• The Showers – So anyhow, besides Luiz, views of America or wild animals, the thing that scares me the most in Brazil is the showers. Depending on where you are, sometimes there is hot water and sometimes there is not. Even in the nicest places, I have not found central hot water, but instead there is an electric apparatus that is part of your showerhead that heats the water. There are three settings for heat and a switch to choose. The first time I tried to change the temperature, I didn´t understand the words, so I was trying all the settings. Every time I switched it, I could see a flash of charge behind the plastic of the showerhead. A bit alarming, but hey, no harm, no foul. Recently, in one of the pousadas, I tried the same endeavor, as I like cold showers in this hot climate. This time I got a slight buzzing sensation, which turned into a stronger sensation, then pain. I got quite a shock before I realized what was happening. I looked at the shower head, and there were all kinds of wires hanging out (no plastic sheath on some of them). Holy smokes! I talked with my friends today, who laughed heartily at my stupid gringo ways. Apparently every brazilian knows not to touch the shower head after you are wet. I didn´t see any such directions, and at the normal 240V that they have here, wet or not, I´ll be letting the person in front of me decide my water temperature from now on.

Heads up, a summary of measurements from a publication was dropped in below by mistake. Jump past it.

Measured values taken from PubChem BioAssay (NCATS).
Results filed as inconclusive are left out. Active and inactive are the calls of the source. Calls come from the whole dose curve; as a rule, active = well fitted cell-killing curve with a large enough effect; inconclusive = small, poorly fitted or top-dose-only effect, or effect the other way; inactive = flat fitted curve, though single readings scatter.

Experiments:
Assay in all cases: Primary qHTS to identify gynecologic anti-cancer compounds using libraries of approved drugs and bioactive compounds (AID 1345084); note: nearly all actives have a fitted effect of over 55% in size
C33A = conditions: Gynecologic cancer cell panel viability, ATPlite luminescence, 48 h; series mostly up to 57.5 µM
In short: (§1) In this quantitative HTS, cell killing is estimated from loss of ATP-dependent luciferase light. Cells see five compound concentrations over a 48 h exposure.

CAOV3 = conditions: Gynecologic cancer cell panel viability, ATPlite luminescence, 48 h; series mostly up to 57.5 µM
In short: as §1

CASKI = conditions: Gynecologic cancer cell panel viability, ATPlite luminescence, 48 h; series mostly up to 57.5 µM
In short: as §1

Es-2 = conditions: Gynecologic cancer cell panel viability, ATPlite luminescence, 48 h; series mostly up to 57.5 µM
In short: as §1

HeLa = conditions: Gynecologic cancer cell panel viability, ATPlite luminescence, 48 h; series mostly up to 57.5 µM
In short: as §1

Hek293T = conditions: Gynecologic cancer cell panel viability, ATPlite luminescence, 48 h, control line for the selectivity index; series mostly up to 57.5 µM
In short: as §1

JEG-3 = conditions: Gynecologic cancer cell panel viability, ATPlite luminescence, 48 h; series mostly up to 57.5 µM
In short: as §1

I love this country. Pictures to come.

Thoughts from Morro de Sao Paulo

January 15, 2006

  • Latin cultures seem to mix well. We met Italians and Spaniards on a boat trip today, and everyone understood each other, mostly, and got along really well.
  • We were taking off from one stop, and there was a fishing boat with 4 small boys in it. The boat was essentially a carved out log, that sat really low in the water. The boys were paddling with a plank of wood. In front of me a huge speed boat pulled up, probably 35 ft or so… The contrast struck me so suddenly. The speedboat seemed so out of place in this huge river, amongst the fisherman and the small boys. Interesting though… the boys didn´t seem to be having any less fun than the kids in the boat. They were a lot more lively, in fact.
  • If woman wears a bikini that covers more than a third of your butt, you are immedietely noticed as an outsider. And your suit? “Very ugly”
  • Places to visit seem to be judged by the number of beaches.